Modelling homeostatic plasticity in the auditory cortex results in neural signatures of tinnitus

H. Schultheiss, Isma Zulfiqar, Claudio Verardo, Renaud Jolivet, Michelle Moerel*

*Corresponding author for this work

Research output: Contribution to journalArticleAcademicpeer-review


Tinnitus is a clinical condition where a sound is perceived without an external sound source. Homeostatic plasticity (HSP), serving to increase neural activity as compensation for the reduced input to the auditory pathway after hearing loss, has been proposed as a mechanism underlying tinnitus. In support, animal models of tinnitus show evidence of increased neural activity after hearing loss, including increased spontaneous and sound-driven firing rate, as well as increased neural noise throughout the auditory processing pathway. Bridging these findings to human tinnitus, however, has proven to be challenging. Here we implement hearing loss-induced HSP in a Wilson-Cowan Cortical Model of the auditory cortex to predict how homeostatic principles operating at the microscale translate to the meso- to macroscale accessible through human neuroimaging. We observed HSP-induced response changes in the model that were previously proposed as neural signatures of tinnitus, but that have also been reported as correlates of hearing loss and hyperacusis. As expected, HSP increased spontaneous and sound-driven responsiveness in hearing-loss affected frequency channels of the model. We furthermore observed evidence of increased neural noise and the appearance of spatiotemporal modulations in neural activity, which we discuss in light of recent human neuroimaging findings. Our computational model makes quantitative predictions that require experimental validation, and may thereby serve as the basis of future human studies of hearing loss, tinnitus, and hyperacusis.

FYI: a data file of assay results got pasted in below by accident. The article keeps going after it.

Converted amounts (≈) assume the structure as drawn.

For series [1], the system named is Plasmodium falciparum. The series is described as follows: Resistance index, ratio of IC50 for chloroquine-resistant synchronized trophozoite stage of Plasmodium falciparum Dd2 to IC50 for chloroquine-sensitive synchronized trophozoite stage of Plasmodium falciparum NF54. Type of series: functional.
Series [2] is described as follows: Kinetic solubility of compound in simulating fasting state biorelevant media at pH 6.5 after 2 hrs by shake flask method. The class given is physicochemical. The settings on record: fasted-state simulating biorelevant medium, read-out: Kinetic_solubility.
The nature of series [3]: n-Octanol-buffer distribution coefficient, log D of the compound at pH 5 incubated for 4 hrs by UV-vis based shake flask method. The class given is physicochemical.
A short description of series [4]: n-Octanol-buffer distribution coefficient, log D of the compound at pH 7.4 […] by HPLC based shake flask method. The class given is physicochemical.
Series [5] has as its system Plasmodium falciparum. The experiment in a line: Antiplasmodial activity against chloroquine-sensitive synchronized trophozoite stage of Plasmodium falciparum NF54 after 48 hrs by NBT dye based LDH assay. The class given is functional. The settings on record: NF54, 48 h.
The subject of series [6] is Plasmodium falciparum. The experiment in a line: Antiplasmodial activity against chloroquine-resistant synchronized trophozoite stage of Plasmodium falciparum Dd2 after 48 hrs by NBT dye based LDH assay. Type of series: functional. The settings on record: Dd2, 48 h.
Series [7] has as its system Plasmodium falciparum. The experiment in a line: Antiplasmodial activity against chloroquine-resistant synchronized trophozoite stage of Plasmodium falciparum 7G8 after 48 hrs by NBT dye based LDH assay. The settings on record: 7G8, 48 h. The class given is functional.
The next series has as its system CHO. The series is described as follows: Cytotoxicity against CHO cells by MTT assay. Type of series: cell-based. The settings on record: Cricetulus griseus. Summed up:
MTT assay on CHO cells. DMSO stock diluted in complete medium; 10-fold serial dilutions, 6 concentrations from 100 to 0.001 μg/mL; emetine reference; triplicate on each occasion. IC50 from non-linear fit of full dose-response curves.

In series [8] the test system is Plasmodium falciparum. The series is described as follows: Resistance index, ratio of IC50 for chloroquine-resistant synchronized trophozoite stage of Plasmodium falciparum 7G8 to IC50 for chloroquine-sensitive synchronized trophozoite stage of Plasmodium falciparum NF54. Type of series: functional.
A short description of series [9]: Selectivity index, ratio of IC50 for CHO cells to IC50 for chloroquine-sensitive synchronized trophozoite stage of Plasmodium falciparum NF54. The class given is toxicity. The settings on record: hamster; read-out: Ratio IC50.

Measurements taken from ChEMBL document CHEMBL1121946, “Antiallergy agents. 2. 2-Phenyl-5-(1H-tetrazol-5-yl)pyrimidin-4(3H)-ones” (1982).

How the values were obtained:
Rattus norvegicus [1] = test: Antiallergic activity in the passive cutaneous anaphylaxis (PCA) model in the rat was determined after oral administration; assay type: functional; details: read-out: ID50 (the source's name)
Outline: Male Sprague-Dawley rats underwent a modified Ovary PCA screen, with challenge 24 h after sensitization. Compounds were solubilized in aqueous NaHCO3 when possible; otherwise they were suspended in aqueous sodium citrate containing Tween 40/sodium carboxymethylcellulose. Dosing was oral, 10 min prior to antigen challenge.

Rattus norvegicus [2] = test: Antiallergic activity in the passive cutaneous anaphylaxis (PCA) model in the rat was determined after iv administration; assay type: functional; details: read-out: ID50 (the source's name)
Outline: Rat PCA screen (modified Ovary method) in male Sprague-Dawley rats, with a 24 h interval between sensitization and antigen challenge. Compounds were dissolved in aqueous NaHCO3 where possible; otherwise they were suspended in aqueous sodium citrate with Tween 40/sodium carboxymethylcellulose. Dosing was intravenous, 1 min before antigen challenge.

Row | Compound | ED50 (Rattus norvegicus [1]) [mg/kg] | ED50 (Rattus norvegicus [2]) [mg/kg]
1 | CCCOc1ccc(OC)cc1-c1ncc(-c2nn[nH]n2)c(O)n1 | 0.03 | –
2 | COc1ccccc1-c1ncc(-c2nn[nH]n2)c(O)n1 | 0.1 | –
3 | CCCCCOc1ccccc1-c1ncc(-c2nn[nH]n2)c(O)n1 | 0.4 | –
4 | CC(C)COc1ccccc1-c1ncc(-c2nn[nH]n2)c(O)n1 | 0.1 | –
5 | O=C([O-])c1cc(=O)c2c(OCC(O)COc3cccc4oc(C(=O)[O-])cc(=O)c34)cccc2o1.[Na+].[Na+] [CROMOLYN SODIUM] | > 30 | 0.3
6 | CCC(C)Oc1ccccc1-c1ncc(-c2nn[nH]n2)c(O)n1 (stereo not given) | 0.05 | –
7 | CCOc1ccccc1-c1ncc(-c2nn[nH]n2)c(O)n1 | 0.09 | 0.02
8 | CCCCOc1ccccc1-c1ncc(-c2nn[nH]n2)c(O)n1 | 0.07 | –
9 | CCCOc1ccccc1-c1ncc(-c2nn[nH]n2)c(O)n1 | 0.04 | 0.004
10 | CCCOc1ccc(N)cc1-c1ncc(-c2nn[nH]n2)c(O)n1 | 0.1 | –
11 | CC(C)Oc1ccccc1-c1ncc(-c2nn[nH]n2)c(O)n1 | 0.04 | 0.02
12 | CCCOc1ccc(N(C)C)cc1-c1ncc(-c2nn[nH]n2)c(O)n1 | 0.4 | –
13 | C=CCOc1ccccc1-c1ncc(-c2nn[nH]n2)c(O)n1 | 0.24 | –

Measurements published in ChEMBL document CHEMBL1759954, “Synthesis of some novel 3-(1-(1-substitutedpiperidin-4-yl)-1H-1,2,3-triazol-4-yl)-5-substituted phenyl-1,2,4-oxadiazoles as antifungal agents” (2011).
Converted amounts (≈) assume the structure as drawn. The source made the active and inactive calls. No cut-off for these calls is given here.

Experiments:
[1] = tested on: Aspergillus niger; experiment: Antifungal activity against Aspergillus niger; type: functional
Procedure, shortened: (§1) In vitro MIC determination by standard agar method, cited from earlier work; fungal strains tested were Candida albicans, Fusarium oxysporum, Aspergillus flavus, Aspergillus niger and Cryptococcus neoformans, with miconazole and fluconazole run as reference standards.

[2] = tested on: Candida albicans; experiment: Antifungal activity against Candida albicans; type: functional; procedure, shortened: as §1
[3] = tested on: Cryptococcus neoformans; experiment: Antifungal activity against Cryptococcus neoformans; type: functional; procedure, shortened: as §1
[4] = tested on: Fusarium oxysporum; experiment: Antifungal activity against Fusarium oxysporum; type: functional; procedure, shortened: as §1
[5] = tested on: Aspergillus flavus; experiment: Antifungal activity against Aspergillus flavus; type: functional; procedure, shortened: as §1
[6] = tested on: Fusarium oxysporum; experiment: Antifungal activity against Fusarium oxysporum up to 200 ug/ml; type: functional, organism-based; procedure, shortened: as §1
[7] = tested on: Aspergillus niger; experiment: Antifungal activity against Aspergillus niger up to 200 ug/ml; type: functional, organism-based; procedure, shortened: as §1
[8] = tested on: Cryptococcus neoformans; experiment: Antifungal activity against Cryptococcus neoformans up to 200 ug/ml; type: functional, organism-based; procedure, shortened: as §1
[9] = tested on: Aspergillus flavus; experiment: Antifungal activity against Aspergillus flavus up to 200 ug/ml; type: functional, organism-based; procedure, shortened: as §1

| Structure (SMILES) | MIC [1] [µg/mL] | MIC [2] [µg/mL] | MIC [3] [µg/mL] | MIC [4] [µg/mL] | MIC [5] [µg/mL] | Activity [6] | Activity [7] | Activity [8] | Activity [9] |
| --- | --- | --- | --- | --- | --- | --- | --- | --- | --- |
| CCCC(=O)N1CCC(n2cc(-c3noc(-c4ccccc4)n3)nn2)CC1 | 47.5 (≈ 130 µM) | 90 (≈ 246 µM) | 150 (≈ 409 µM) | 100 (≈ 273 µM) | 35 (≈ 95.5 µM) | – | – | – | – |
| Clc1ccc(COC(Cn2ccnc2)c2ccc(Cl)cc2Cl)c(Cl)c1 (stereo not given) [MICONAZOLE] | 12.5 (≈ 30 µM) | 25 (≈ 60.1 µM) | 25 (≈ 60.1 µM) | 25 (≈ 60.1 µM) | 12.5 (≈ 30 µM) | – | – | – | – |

Original languageEnglish
Article number119987
Pages (from-to)119987
Number of pages15
Publication statusPublished - 1 May 2023


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